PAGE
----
Michael Lind is a Texan and a very smart political observer, but I think he's wrong about the likely consequences of the Rick Perry indictment:
Chris Christie is perhaps the biggest winner from the Perry indictment. Bridgegate was an enormous blow to Christie, for two reasons. First, it destroyed his carefully crafted image as a nonpartisan nice guy instead of a stereotypically sleazy New Jersey pol. Second, forcing commuters to be stranded in traffic during rush hour to punish a political enemy is the kind of abuse of power that is easy to understand -- unlike using a line item veto to cut one of a couple of sources of funding for the office of a county lawyer who pleaded guilty to drunk driving..Wait -- Chris Christie's image used to be "as a nonpartisan nice guy"? No, that's just plain wrong. Nobody looked at Bridgegate and said, "Who knew that Chris Christie was such a bully!" People already knew he was a bully. Being a bully wasn't a bug for him -- it was a feature. That's what people liked about him -- including, alas, many Democratic voters. Unfortunately, they like a bit of rough, too -- just as liberal New York City elected Rudy Giuliani in the 1990s to crack down on squeegee men, blue New Jersey voted for Christie twice in part to crack down on History's Greatest Monsters, teachers with union benefits.
Now the indictment of Texas Governor Rick Perry allows Republicans to change the narrative, from "Who knew that Chris Christie was such a bully!" to "Look how liberal prosecutors are trying to bring down every Republican governor who is a potential president!"
[The] indictment of Perry, then, will probably help the more electable Christie or [Scott] Walker, whom Democrats should fear, while hurting, to some degree, the unelectable Perry, whom Democrats should prefer as the Republican presidential nominee.
It's true that a lot of voters thought Christie was a nice guy otherwise -- a big, emotional lug who tears up at the site of Sandy storm damage, then brings the hammer down on government employees who want pension benefits to which they're contractually entitled, all because he loves the people of New Jersey. Bridgegate didn't persuade people that Christie is a bully so much as change the notion of precisely which New Jersey residents he might go medieval on. That's not helpful to him.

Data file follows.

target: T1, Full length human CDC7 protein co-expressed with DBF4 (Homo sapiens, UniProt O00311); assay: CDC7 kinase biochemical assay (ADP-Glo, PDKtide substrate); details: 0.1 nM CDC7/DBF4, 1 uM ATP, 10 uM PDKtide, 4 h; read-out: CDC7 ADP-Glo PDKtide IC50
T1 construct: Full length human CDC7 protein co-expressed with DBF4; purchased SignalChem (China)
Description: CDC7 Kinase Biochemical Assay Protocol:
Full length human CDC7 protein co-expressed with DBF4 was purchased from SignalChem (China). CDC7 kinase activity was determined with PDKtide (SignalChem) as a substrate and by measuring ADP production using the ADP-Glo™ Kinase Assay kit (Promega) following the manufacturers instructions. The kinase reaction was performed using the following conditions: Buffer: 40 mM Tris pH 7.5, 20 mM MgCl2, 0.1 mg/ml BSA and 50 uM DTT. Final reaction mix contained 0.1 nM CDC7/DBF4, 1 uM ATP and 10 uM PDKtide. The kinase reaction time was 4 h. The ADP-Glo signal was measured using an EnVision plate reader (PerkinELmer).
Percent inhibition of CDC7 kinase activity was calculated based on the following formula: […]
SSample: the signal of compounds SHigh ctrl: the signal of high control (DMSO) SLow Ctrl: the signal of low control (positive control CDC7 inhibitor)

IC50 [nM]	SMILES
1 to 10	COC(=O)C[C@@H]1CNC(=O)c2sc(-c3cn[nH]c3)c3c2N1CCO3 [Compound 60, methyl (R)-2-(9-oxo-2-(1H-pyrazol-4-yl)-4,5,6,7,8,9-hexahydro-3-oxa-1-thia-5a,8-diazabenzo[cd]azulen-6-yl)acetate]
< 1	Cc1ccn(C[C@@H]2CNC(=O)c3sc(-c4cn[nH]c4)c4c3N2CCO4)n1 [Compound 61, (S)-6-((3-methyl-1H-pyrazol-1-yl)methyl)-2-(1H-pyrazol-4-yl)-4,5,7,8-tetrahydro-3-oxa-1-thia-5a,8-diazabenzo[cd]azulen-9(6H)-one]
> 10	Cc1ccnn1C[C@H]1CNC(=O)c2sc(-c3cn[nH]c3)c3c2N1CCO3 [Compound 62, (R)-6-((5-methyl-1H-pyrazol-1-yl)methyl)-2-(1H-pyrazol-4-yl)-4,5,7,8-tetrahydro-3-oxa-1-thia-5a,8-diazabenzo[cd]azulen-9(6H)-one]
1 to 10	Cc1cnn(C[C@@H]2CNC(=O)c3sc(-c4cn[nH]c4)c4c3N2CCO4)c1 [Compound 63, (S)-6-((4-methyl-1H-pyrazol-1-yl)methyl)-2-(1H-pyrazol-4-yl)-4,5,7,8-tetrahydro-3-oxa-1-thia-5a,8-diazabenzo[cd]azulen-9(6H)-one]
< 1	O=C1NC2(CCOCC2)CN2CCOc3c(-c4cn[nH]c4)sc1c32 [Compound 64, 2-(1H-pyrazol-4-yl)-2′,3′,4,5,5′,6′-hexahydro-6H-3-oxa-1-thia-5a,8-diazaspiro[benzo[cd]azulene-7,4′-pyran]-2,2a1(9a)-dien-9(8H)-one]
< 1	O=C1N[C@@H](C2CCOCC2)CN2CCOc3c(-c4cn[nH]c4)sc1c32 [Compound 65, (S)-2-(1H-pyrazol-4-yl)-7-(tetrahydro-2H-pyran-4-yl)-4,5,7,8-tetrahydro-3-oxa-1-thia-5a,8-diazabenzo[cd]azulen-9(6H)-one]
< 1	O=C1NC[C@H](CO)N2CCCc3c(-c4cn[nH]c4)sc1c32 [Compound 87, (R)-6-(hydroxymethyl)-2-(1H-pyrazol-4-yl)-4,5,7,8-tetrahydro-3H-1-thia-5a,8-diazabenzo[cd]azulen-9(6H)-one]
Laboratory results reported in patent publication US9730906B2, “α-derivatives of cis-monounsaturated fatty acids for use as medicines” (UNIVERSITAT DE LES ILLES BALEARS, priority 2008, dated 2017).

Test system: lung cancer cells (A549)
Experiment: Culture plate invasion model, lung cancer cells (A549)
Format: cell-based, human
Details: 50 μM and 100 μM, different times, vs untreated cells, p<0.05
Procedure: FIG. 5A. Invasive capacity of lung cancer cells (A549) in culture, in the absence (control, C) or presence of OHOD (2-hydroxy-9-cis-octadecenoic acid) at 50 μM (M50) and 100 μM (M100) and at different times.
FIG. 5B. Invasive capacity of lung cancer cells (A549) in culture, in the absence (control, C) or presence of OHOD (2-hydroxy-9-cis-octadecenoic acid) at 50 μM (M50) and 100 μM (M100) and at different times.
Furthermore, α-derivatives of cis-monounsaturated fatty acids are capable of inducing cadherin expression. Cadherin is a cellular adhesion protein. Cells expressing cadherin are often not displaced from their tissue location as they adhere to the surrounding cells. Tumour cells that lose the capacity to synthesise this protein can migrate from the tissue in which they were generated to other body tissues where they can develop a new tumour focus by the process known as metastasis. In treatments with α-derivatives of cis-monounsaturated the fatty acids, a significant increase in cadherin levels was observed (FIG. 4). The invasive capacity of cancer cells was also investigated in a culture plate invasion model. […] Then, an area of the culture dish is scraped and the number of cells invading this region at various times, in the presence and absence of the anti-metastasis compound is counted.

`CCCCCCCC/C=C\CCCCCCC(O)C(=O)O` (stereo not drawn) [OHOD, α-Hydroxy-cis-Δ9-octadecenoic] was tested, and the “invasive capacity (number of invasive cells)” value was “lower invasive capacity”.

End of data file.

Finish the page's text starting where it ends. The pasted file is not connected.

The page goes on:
But I don't see how Christie is helped by Perry's indictment. General-election voters aren't suddenly dismissing the allegations against Christie (or Walker) because they're thinking, "Look how liberal prosecutors are trying to bring down every Republican governor who is a potential president!" Ordinary Americans simply don't pay that much attention to politics this many years before a presidential election. The only people who are thinking that way are permanently enraged Fox viewers and talk radio listeners. They all vote Republican.
Within that voting bloc, who comes out the best? Perry, because he's denounced the charges against him the most strenuously. He keeps telling us that the indictment is outrageous and has no validity whatsoever. That's got to get wingnut blood pumping! Christie, by contrast, foolishly argued that Bridgegate was a bad thing, just not a bad thing that was his fault personally. He said it went on under his own nose and he was shocked, shocked, to discover it had happened. This was Christie forgetting to do any of the things his fans like about him. He should have lashed out at his accusers. He should have pounded lecterns and damned the whole thing as a Democrat/liberal witch hunt. He should, in short, have done exactly what Perry's doing now.
Jonathan Bernstein makes a better point: that the indictment hurts Perry with "Republican party actors." I'd say the legal woes of all three of these guys help Rand Paul, Paul Ryan, Marco Rubio, Ben Carson, and so on. But Perry's indictment doesn't help Christie or Walker.
It's certainly true that resentment sells better than anything else in Republican contests....I'd say that if Perry "can get this thing behind him quickly" it becomes a hugely useful talking point for him on the primary campaign trail -- a bloody shirt he can continually wave. Walker and Christie don't seem nearly as inclined to defy the investigators. That may hurt them in early 2016.
Basically, if Perry can get this thing behind him quickly, it becomes a somewhat useful talking point for him on the campaign trail. If not, it really could be a severe problem.